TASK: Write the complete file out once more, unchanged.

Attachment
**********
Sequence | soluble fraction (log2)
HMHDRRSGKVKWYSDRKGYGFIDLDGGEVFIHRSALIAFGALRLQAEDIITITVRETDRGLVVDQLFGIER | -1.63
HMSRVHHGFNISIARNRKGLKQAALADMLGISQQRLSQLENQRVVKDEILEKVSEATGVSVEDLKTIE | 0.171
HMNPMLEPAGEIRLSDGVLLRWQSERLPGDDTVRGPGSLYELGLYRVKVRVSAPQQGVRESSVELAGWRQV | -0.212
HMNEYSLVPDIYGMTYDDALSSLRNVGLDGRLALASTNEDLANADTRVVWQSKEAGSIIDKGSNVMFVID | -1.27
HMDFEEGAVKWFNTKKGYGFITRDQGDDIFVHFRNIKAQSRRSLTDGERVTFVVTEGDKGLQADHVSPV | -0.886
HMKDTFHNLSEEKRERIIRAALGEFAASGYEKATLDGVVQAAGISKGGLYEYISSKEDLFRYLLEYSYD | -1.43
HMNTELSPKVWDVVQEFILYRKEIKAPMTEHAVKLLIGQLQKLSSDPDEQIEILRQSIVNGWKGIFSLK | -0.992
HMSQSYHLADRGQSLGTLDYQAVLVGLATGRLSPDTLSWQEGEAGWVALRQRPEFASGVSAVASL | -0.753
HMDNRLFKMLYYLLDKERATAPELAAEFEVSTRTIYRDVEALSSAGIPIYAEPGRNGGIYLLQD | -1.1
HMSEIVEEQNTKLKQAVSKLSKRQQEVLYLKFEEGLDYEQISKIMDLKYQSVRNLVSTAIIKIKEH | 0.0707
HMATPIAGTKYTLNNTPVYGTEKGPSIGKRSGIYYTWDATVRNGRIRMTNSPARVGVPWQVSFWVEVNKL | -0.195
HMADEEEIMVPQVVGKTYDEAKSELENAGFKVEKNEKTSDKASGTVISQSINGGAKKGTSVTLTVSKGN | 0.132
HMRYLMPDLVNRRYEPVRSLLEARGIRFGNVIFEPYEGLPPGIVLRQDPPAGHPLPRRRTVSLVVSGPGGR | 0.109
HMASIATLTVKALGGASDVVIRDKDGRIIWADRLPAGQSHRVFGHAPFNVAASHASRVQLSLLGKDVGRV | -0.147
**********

Sequence | soluble fraction (log2)
HMHDRRSGKVKWYSDRKGYGFIDLDGGEVFIHRSALIAFGALRLQAEDIITITVRETDRGLVVDQLFGIER | -1.63
HMSRVHHGFNISIARNRKGLKQAALADMLGISQQRLSQLENQRVVKDEILEKVSEATGVSVEDLKTIE | 0.171
HMNPMLEPAGEIRLSDGVLLRWQSERLPGDDTVRGPGSLYELGLYRVKVRVSAPQQGVRESSVELAGWRQV | -0.212
HMNEYSLVPDIYGMTYDDALSSLRNVGLDGRLALASTNEDLANADTRVVWQSKEAGSIIDKGSNVMFVID | -1.27
HMDFEEGAVKWFNTKKGYGFITRDQGDDIFVHFRNIKAQSRRSLTDGERVTFVVTEGDKGLQADHVSPV | -0.886
HMKDTFHNLSEEKRERIIRAALGEFAASGYEKATLDGVVQAAGISKGGLYEYISSKEDLFRYLLEYSYD | -1.43
HMNTELSPKVWDVVQEFILYRKEIKAPMTEHAVKLLIGQLQKLSSDPDEQIEILRQSIVNGWKGIFSLK | -0.992
HMSQSYHLADRGQSLGTLDYQAVLVGLATGRLSPDTLSWQEGEAGWVALRQRPEFASGVSAVASL | -0.753
HMDNRLFKMLYYLLDKERATAPELAAEFEVSTRTIYRDVEALSSAGIPIYAEPGRNGGIYLLQD | -1.1
HMSEIVEEQNTKLKQAVSKLSKRQQEVLYLKFEEGLDYEQISKIMDLKYQSVRNLVSTAIIKIKEH | 0.0707
HMATPIAGTKYTLNNTPVYGTEKGPSIGKRSGIYYTWDATVRNGRIRMTNSPARVGVPWQVSFWVEVNKL | -0.195
HMADEEEIMVPQVVGKTYDEAKSELENAGFKVEKNEKTSDKASGTVISQSINGGAKKGTSVTLTVSKGN | 0.132
HMRYLMPDLVNRRYEPVRSLLEARGIRFGNVIFEPYEGLPPGIVLRQDPPAGHPLPRRRTVSLVVSGPGGR | 0.109
HMASIATLTVKALGGASDVVIRDKDGRIIWADRLPAGQSHRVFGHAPFNVAASHASRVQLSLLGKDVGRV | -0.147